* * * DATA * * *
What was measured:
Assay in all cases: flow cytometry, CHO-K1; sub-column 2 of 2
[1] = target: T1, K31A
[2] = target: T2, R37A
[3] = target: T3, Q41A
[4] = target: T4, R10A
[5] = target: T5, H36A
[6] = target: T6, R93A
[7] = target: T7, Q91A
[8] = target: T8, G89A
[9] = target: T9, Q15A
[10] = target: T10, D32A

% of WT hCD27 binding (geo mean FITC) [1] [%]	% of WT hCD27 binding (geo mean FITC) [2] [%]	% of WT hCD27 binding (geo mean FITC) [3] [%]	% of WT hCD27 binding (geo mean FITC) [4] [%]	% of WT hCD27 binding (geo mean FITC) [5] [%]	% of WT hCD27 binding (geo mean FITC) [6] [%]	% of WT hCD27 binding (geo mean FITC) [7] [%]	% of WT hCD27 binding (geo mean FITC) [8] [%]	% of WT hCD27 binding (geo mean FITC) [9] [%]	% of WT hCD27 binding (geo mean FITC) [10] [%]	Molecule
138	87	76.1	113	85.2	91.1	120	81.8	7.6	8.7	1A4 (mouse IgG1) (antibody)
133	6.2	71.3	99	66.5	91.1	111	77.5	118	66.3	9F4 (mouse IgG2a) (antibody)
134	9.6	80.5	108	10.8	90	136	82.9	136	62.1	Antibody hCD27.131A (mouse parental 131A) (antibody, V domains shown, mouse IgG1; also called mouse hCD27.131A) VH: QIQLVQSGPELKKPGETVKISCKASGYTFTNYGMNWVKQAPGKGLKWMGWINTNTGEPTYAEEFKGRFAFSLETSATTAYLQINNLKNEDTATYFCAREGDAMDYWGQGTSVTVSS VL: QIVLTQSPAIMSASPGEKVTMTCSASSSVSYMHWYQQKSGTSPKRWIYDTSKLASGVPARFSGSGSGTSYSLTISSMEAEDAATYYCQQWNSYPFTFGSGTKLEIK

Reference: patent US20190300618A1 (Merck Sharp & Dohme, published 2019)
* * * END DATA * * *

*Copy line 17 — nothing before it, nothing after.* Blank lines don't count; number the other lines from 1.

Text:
Reference: patent US20190300618A1 (Merck Sharp & Dohme, published 2019)